Who's up and who's down this week?

Who's up and who's down this week?

There's a lot of synergy in this week's Winners & Losers.
November 15, 2018

Who was this week's biggest winner?

Jeff Bezos
57%
Andrew Cuomo
24%
Andy King
7%
Chuck Schumer
6%
Bill Larkin
5%
Jumaane Williams
1%
Mark Poloncarz
1%
Nader Sayegh
1%
no one
1%
Write-in
1%

Who was this week's biggest loser?

Bill de Blasio
41%
Jimmy Van Bramer
40%
Nate McMurray
8%
Mark Poloncarz
5%
Chris Collins
1%
cuomo
1%
Donald Trump
1%
Mark Peters
1%
New York
1%
NYC
1%
sean patrick maloney
1%
Simcha Felder
1%
Write-in
4%
Dayton King
2%

New York City has long been home to heroic leaders – you know, like Spider-Man, the Avengers and the Fantastic Four. And behind all those larger-than-life figures is another New York City native – Stan Lee, the Marvel Comics visionary who died this week. While we mourn Lee’s passing, we honor his memory this week by recognizing the real-life heroes (or villains) who are winning the fight, and the villains (or heroes) who are suffering the consequences.

Winners: 
Jeff Bezos

The Amazon CEO got billions in city and state financial support for a new corporate satellite office in Long Island City, Queens. This comes after playing more than 200 cities off of each other in the HQ2 contest that ended with a split decision between New York and Washington, D.C. Though Mayor Bill de Blasio said he drove a hard bargain, it appears that Bezos got much of what he wanted, whether it was riverfront real estate, a helipad or the relocation of a pesky distribution center for school lunches. Maybe Bezos could have eked out a few more billion dollars in financial support elsewhere, but that is chump change compared to the more than $100 billion in net worth he already has.

Andrew Cuomo

What does Gov. Andrew Cuomo really like more than a big development project like Amazon HQ2? For starters, it lets him be the center of attention at the press conference announcing it, with the high chair no less! Though there’s been backlash over the subsidies, it’s de Blasio who may bear the brunt of it considering the growing friction with the City Council over the deal. So let’s see … a big development project where Cuomo gets lots of attention and he gets to look like he’s working well with de Blasio … yet the mayor is still getting criticism? Sounds like a fun day for Cuomo.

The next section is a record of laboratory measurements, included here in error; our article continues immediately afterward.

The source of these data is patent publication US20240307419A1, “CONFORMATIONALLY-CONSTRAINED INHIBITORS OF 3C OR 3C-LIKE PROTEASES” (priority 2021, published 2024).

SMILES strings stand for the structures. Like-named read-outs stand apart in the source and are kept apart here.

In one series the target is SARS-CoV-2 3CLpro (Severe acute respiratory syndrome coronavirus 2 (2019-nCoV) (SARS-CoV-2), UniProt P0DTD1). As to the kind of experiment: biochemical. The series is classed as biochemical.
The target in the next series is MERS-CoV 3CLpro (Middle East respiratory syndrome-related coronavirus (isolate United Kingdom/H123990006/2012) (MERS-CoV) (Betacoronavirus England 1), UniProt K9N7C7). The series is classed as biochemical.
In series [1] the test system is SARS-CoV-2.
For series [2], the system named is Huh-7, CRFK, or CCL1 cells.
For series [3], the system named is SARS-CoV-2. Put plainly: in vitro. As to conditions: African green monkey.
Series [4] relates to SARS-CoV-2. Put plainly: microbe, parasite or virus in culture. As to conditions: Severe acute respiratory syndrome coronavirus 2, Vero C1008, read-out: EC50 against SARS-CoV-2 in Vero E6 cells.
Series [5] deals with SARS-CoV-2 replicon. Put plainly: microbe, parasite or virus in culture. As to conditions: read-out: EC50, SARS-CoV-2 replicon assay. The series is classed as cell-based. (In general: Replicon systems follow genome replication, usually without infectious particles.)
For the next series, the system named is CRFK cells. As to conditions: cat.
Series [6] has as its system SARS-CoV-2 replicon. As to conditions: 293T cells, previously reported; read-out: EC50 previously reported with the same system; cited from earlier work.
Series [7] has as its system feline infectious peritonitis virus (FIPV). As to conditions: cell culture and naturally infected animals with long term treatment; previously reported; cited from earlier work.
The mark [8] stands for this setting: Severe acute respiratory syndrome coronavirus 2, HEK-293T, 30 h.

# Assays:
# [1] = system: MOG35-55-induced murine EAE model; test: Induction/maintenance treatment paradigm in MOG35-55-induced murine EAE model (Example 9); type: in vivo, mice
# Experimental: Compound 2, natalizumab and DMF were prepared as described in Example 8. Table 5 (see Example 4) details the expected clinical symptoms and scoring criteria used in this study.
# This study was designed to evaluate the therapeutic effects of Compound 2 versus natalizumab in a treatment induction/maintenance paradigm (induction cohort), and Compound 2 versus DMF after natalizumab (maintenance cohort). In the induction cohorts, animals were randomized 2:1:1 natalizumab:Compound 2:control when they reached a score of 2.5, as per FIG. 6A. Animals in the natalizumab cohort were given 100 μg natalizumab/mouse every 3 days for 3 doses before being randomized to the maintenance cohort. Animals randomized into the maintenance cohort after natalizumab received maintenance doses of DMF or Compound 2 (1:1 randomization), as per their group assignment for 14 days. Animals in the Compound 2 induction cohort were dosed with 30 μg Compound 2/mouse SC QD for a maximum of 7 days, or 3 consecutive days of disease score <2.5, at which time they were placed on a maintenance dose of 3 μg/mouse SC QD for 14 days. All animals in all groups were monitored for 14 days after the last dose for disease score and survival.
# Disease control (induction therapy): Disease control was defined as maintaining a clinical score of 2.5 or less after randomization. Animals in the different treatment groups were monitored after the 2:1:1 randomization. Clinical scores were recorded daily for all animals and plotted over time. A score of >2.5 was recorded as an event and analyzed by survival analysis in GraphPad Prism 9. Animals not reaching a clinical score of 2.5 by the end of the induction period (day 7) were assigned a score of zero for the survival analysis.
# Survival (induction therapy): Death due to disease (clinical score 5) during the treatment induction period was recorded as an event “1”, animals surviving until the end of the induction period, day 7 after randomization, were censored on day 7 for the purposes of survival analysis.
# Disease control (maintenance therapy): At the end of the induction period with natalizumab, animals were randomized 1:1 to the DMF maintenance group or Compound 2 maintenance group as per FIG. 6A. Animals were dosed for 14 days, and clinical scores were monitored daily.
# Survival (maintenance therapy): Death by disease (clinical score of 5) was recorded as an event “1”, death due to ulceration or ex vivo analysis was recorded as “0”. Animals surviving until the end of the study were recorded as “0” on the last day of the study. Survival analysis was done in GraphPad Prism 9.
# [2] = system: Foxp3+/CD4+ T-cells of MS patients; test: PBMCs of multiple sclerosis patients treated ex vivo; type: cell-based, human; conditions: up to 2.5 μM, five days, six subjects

Andy King

Homeless animals in the Bronx, rejoice! At long last, the borough has gotten its first full-service animal shelter in decades. The massive, $60 million plan faced staunch opposition initially, with local lawmakers saying Co-Op City, where the shelter will be located, would be better served by a community center. But thanks King’s negotiations, the community got added benefits – and now our furry Bronxite friends on the streets will have a place to receive care.

Bill Larkin

Not many soft-bellied state senators could stare Cuomo in his face and say “Talk is cheap, blood is expensive.” But the 90-year-old Larkin could, and that steely reserve got $10 million in state funds sent to his beloved National Purple Heart Hall of Honor. It was a fitting retirement package for Larkin, who has at least seven pieces of Purple Heart memorabilia in his office. Plus, the funding could help ease the pain of watching his long-red seat flip blue.